The antique collection has always been a ‘spot a fake’ game and has become even more so.
I used to think one can spot a fake by the quality or lack of it, style, patina and usage-related wear. Of these usage related wear is a reasonable indicator, especially when used along with style attributes. Invariably I look at the bottom for wear and the patina of the bottom portion.
Here is an example. Bought it online.
Reasonable topic. Tirthankara and it is possibly from Western India. And it may be dated to the 15th century. Casting may not be crisp.
After receiving it checked the bottom. The bottom of the legs is worn smooth. That is good. But the patina of the inner portion did not look right. A bit too shiny for the age. See the highlighted portion. That shine does not gel with the wear and breakage. I was not so sure about publishing it as original and kept on delaying the posting.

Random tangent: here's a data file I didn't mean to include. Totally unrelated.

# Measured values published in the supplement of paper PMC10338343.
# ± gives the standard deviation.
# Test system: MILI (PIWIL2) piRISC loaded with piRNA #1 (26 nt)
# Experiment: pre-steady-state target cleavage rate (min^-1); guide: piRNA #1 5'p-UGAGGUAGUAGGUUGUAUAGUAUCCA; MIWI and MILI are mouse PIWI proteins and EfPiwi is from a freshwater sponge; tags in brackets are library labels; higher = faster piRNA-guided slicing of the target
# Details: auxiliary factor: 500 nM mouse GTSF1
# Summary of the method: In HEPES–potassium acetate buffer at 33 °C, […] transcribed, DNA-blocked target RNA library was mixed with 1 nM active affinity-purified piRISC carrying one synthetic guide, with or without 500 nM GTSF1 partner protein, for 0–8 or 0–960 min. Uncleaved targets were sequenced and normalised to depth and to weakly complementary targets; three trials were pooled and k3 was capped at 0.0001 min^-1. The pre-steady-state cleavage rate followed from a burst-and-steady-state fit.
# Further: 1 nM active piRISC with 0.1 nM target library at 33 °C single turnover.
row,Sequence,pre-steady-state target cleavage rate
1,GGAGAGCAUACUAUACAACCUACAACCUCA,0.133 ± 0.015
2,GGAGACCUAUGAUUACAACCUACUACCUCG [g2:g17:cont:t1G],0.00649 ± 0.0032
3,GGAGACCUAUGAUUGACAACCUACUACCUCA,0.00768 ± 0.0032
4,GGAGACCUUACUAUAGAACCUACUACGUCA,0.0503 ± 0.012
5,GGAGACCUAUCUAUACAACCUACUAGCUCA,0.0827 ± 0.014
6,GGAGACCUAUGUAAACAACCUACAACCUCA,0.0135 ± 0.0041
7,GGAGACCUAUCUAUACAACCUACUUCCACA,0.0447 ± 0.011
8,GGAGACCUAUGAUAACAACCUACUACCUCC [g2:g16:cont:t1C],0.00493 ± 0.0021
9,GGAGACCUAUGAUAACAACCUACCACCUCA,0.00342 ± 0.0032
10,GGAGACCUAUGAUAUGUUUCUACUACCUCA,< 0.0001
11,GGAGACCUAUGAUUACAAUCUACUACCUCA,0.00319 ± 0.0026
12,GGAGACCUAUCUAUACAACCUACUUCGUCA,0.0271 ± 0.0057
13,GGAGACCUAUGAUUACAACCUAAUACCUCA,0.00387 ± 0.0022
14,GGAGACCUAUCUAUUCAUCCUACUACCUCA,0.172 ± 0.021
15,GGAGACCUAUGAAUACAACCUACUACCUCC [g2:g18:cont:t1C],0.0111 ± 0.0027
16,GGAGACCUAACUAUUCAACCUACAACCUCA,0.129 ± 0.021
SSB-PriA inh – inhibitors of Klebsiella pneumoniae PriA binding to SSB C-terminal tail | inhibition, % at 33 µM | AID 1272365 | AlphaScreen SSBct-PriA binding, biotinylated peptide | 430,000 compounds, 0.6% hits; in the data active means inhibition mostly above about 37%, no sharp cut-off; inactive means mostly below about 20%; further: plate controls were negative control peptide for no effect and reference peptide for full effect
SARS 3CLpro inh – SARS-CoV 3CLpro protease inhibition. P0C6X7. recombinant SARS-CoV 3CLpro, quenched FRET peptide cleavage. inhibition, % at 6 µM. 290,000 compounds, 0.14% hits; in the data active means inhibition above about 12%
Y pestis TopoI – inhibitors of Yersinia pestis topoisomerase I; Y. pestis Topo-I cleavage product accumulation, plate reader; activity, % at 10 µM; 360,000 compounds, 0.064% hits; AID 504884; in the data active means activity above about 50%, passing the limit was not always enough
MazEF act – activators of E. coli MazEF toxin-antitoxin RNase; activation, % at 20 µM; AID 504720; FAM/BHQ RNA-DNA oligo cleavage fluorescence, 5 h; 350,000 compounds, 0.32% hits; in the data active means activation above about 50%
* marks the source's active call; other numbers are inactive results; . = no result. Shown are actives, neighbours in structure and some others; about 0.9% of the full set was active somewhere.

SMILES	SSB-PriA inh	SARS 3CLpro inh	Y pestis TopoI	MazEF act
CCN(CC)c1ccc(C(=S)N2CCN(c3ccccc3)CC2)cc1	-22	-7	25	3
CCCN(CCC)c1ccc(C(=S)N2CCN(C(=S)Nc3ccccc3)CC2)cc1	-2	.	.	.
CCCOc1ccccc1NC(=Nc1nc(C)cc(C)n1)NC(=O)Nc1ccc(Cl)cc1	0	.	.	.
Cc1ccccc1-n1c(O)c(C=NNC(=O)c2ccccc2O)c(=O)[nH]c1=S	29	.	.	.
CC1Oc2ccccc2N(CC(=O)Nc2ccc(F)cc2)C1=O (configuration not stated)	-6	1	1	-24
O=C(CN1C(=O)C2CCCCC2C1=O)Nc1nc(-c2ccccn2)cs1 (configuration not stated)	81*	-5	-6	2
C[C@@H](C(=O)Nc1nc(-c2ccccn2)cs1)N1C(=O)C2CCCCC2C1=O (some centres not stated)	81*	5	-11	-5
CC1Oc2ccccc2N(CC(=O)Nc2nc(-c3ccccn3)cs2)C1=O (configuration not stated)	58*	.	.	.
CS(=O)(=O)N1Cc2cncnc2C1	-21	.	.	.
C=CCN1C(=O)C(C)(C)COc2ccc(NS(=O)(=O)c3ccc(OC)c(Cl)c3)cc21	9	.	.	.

Then it started. One after another I came across three similar examples, from different sources (Canada, USA and The Netherlands) listed online. One of them even had inscriptions. They all of the same height (18 cm) and surprisingly the basic wear pattern is the same. See the photos.
It appears these were cast using the sand-casting technique, deploying a pattern (original?) which had the wear. Nothing against sand casting and not all bronzes are made using the lost wax method. It is the intent.
If I were to define fake as an object made to be sold as something it is not, then these examples would meet the criteria. The casting with the wear is meant to mislead the purchaser.
All is not lost. The lack of crispness, see the pedestal, still helps us to spot fakes. For now.